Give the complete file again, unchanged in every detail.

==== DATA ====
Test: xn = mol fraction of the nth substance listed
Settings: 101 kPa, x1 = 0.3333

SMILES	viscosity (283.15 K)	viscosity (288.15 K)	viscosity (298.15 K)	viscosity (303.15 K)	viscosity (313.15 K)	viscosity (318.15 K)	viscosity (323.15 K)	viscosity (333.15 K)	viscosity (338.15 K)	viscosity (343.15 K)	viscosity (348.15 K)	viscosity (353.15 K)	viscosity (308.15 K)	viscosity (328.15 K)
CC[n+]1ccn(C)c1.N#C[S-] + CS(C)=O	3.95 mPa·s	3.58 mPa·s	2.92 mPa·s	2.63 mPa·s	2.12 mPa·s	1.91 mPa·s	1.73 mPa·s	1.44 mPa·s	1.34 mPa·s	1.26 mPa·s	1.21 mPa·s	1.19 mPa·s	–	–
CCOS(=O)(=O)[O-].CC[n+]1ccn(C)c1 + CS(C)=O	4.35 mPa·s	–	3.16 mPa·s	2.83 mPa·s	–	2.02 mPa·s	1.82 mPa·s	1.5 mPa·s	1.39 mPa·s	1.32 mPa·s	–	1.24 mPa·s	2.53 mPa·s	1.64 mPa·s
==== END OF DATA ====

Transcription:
Test: xn = mol fraction of the nth substance listed
Settings: 101 kPa, x1 = 0.3333

SMILES	viscosity (283.15 K)	viscosity (288.15 K)	viscosity (298.15 K)	viscosity (303.15 K)	viscosity (313.15 K)	viscosity (318.15 K)	viscosity (323.15 K)	viscosity (333.15 K)	viscosity (338.15 K)	viscosity (343.15 K)	viscosity (348.15 K)	viscosity (353.15 K)	viscosity (308.15 K)	viscosity (328.15 K)
CC[n+]1ccn(C)c1.N#C[S-] + CS(C)=O	3.95 mPa·s	3.58 mPa·s	2.92 mPa·s	2.63 mPa·s	2.12 mPa·s	1.91 mPa·s	1.73 mPa·s	1.44 mPa·s	1.34 mPa·s	1.26 mPa·s	1.21 mPa·s	1.19 mPa·s	–	–
CCOS(=O)(=O)[O-].CC[n+]1ccn(C)c1 + CS(C)=O	4.35 mPa·s	–	3.16 mPa·s	2.83 mPa·s	–	2.02 mPa·s	1.82 mPa·s	1.5 mPa·s	1.39 mPa·s	1.32 mPa·s	–	1.24 mPa·s	2.53 mPa·s	1.64 mPa·s